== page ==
5. Administer it (Can use Healing for the last check).

With a total of 5 successes and raises, Emily makes it. Otherwise, she dies and turns zombie. If this happens, her mother will grab the nearest gun and kill her, then herself.

*** End GM notes ***

Fortunately, Dr. Cook just barely made it with timely help from his nurse, and I didn't have to go through that awful scene of infanticide/suicide.
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zamboni
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PostPosted: Sat Mar 31, 2012 5:09 pm    Post subject: Reply with quote

Awesome! This has been super helpful. I tried running the Dramatic Task again and this time I had the characters that weren't involved in the slicing make notice checks. They hear some footsteps in a nearby hallway and can decide what to do (scope it out, try to distract them away from armory, set up to take whoever it is out quickly, or whatever they want). This made it much more exciting for everyone.
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Zadmar
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PostPosted: Sun Apr 01, 2012 6:30 am    Post subject: Reply with quote

The Dread Polack wrote:
We could, if we wanted, resolve all combat with a single contested fighting roll. Instead of the various combat statistics, characters could have a single modifier. The winner would decide the fate of the loser. Some games actually do it this way, but most of them don't. Why? Because, combat, for one thing, is something we find interesting. We want control over the particulars of what happens, and want to know the details, more so than things like climbing or persuasion.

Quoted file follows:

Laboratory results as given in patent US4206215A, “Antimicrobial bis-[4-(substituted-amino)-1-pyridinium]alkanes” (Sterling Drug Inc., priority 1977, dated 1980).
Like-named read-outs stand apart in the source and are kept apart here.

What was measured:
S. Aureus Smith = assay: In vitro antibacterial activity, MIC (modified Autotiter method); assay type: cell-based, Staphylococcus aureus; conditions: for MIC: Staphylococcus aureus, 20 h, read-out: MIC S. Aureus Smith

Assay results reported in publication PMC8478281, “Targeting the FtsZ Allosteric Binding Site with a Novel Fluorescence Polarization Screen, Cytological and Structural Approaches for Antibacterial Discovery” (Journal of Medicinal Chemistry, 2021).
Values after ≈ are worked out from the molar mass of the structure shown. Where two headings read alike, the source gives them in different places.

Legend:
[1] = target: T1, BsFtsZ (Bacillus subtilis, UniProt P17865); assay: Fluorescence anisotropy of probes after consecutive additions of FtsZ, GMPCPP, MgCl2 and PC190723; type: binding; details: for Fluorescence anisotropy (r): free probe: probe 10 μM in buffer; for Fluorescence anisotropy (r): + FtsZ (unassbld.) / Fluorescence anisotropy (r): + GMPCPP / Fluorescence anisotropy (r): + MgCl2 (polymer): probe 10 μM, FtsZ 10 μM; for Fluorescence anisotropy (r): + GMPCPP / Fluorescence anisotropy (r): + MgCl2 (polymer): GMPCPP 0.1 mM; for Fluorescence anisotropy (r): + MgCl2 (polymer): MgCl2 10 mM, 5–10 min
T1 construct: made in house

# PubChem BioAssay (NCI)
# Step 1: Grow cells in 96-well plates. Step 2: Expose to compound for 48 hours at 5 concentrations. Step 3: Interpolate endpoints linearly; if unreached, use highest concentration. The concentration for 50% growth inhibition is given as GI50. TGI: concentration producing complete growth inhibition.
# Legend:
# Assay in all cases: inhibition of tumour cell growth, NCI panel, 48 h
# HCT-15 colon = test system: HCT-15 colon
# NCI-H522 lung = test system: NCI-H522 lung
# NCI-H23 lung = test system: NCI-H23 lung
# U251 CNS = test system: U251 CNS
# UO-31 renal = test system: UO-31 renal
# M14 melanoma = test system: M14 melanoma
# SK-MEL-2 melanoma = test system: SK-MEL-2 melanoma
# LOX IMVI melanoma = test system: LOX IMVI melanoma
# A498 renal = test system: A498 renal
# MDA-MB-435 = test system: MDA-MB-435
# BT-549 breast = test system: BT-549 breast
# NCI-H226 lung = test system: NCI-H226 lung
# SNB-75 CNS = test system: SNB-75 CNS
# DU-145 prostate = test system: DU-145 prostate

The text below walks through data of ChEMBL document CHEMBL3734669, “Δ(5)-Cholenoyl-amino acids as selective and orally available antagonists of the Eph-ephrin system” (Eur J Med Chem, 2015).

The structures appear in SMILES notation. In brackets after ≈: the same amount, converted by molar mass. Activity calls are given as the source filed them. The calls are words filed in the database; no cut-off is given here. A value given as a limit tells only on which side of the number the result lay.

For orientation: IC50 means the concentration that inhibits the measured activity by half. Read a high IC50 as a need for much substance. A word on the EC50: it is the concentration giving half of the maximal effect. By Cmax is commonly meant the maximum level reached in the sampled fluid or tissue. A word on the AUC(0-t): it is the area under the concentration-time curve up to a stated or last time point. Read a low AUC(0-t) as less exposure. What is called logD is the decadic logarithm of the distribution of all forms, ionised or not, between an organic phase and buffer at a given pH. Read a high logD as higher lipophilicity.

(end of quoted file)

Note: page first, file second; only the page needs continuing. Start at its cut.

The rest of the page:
An insightful post, and it actually brings to mind a god-level campaign I ran (using the Exalted system) where one of the players was effectively unbeatable when fighting normal mortals. Early on we used to roll for combat encounters, but later it went more like this:

Me: 30 soldiers come rushing out of the barracks, blades drawn, to intercept you.

Player: I'll fight them while the rest of the party carries on doing X.

Me: Okay, you start killing them, that'll keep you busy for a few rounds. What's everyone else doing?

I should point out that the campaign was primarily political, and combat against normal mortals wasn't intended to be interesting in its own right (it was more about the political repercussions).

Had I been using Savage Worlds at that point, I would very likely have asked the player to make a single roll each round to determine how effectively they fought - perhaps something similar to the Mass Battle rules.

However it does strike me that the Dramatic Tasks rules would have worked pretty well in that situation as well: Perhaps the player has five rounds to hack through the enemy and bar the gates before overwhelming reinforcements arrive.